A death that occurs in England, Wales or Northern Ireland must be registered within five days of it happening and also in the district where the death took place. If this is not possible, information regarding the death may be given in the form of a ‘declaration’ at any other register office in England and Wales, which will then be forwarded to the relevant Registrar. This may, however, delay funeral arrangements as the appropriate paperwork and death certificates will then be issued by post.
For the death to be registered, you need to present the Medical Certificate of Cause of Death (MCCD) from a doctor. However, if the death has been referred to the Coroner, it cannot be registered until the Registrar has received confirmation from the Coroner to proceed with the registration.
Who can register a death?
Normally, a death should be registered by one of the following people:
- A close relative of the deceased.
- A person present at the death.
- A person who lives at the address where the death occurred.
- The person responsible for the funeral (but not the undertaker).
When making an appointment at the Registrar’s Office, check that you are planning to go to the correct office, since regulations across the UK about where you can register a death may vary. Also, do ask if the person planning to register the death is entitled to do so. If the death has occurred in the Shropshire Council Area, you should either make an appointment on line by visiting www.shropshire.gov.uk/registrar.nsf (please note if the coroner has been involved you will not be able to make an appointment online) or by telephone on 0345 678 9016.
What information will you need to provide about the deceased?
- The date and place of the death.
- The date and place of the person’s birth.
- The full name and any other names of the deceased (and maiden surname, if applicable).
- The former occupation of the deceased.
- The full name of his/her husband/wife/civil partner and their occupation, if applicable.
- The address of the person who has died.
- Information regarding any public section pension.
- If the deceased was married or in a civil partnership, the date of birth of his/her husband/wife/civil partner.
- If available, please provide the National Health Service number of the deceased and also his/her NHS medical card.
- It is helpful if you have the National Insurance number of the deceased and that of a surviving spouse or civil partner.
- If available, you should bring the deceased’s birth certificate, marriage certificate and passport, just so the information given at the Registration can be confirmed. However, these documents are not essential to register the death.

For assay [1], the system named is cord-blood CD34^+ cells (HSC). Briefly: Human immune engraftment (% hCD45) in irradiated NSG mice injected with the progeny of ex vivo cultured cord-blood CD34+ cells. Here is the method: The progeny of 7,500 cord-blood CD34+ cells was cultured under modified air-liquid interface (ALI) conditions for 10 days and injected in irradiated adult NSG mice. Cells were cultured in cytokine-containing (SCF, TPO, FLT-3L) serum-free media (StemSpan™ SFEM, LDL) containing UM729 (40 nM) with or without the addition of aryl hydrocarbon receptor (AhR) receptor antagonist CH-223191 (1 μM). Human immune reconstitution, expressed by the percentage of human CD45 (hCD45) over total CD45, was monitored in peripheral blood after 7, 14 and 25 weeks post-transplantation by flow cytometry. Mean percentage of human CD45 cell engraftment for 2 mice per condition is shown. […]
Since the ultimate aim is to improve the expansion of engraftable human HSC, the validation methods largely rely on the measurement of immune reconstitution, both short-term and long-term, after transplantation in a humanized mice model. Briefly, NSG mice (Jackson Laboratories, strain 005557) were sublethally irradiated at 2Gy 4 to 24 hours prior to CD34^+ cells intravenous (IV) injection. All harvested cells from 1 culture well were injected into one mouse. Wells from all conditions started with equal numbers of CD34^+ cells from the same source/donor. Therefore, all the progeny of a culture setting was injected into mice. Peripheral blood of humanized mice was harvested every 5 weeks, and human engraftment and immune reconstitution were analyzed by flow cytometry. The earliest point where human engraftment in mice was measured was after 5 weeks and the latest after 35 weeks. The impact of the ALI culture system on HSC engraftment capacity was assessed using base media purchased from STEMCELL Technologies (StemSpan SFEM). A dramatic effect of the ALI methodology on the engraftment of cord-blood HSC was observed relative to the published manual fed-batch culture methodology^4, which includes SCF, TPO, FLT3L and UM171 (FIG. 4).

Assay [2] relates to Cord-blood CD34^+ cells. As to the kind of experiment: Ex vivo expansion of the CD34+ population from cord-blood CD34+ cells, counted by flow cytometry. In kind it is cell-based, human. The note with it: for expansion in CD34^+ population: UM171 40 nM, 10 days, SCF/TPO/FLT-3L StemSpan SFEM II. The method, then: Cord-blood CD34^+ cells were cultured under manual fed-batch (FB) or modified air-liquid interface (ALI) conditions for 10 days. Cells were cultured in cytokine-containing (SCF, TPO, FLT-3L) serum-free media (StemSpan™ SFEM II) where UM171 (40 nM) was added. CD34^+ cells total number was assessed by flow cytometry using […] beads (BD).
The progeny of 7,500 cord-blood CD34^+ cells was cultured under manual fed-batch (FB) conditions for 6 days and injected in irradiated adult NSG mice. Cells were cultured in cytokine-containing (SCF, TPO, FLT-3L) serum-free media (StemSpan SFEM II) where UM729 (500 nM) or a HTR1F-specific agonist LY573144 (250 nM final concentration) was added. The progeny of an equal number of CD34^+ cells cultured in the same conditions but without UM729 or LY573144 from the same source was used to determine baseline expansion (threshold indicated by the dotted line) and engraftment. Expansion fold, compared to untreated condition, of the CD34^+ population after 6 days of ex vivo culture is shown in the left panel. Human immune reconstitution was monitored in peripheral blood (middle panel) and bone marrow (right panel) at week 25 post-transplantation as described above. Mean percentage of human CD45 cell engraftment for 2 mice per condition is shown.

- If you are registering at a Shropshire Council Registration Office please bring along any blue badges or bus passes, which will be collected and returned to the relevant department for you.
What information will you need to provide about yourself when registering the death?
- Your relationship to the deceased.
- Your full name.
- Your usual address.
What documents will you receive from the Registrar?
Certified copies of the death certificate: you can purchase as many copies of this certificate as you wish and these copies are considered the “original death certificate” (as banks and others may request to see), even though the official term is “certified copies of the death certificate”. As a general rule, it is advisable to purchase one for each bank account, building society and share holding of the deceased. It is cheaper to purchase certificates on the day of registration as costs increase from that point onwards.
Please note that it is illegal to make your own copies of the certificate for copyright reasons and many organisations will not accept photocopies as formal evidence of the death. In the case of an inquest taking place, the death cannot be registered until after the inquest and the Coroner will issue you with an Interim Certificate of the Fact of Death, which may be used instead of certified copies.
Certificate of Registration / Notification of Death: this form is sometimes referred to as “the BD8” and the back of it needs to be filled in and sent to the Department of Work and Pensions to notify them of the death, if the deceased received a state pension or any other benefits. This form is free of charge and the Registrar may give you an envelope to post the certificate out. Alternatively, this form can be handed in at a JobCentre Plus office.
Certificate of burial or cremation: this is commonly referred to as “the green form” and it serves as proof to the funeral director and the cemetery or crematorium authorities that a funeral may take place. If an inquest is underway or there has been a post-mortem examination which is to be followed by cremation then this form will be replaced by a document from the Coroner.